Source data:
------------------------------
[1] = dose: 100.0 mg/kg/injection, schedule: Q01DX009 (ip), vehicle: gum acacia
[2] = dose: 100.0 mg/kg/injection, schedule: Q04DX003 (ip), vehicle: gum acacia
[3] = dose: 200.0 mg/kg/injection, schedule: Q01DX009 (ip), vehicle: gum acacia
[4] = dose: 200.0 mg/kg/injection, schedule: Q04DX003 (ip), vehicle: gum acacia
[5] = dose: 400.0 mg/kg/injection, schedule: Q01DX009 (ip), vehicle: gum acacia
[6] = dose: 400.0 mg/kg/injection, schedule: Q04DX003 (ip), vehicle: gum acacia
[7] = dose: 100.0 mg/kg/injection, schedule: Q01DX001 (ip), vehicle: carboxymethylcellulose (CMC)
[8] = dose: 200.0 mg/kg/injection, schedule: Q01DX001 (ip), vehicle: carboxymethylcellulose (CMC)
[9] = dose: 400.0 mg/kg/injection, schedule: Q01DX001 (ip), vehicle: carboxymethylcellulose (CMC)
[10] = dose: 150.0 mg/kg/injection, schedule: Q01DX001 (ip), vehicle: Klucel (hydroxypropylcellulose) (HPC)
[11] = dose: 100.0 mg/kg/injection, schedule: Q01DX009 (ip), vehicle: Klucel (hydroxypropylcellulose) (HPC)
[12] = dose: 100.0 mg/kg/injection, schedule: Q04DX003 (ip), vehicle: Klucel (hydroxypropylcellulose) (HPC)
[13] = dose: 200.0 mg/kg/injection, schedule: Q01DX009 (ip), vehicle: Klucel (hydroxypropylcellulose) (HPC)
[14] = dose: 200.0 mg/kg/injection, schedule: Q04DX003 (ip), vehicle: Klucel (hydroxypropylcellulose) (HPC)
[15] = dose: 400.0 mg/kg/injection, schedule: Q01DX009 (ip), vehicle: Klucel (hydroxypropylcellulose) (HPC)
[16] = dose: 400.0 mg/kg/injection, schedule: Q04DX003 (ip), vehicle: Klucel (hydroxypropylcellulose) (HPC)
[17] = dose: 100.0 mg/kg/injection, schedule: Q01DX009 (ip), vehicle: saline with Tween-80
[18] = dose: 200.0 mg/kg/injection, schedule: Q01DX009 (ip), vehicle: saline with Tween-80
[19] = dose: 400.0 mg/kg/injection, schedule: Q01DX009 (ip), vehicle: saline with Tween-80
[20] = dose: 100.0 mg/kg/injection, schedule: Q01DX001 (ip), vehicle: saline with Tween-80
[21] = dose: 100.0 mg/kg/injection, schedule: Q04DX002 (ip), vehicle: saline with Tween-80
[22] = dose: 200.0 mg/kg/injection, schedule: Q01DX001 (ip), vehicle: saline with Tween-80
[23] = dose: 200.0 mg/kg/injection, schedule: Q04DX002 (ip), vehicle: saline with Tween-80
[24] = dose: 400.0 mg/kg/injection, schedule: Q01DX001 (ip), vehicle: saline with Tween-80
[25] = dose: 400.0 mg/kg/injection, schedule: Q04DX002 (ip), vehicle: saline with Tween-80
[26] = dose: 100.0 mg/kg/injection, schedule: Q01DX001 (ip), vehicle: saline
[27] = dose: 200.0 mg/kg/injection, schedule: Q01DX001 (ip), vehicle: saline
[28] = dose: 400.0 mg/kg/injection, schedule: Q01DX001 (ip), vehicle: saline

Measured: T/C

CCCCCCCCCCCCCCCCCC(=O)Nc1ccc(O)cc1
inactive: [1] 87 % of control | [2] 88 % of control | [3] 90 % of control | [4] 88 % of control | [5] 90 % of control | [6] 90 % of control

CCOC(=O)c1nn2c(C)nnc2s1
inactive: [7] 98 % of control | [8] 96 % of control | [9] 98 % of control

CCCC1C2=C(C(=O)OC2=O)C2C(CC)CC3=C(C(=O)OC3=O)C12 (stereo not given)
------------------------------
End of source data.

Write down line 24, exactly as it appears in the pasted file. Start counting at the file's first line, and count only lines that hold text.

[24] = dose: 400.0 mg/kg/injection, schedule: Q01DX001 (ip), vehicle: saline with Tween-80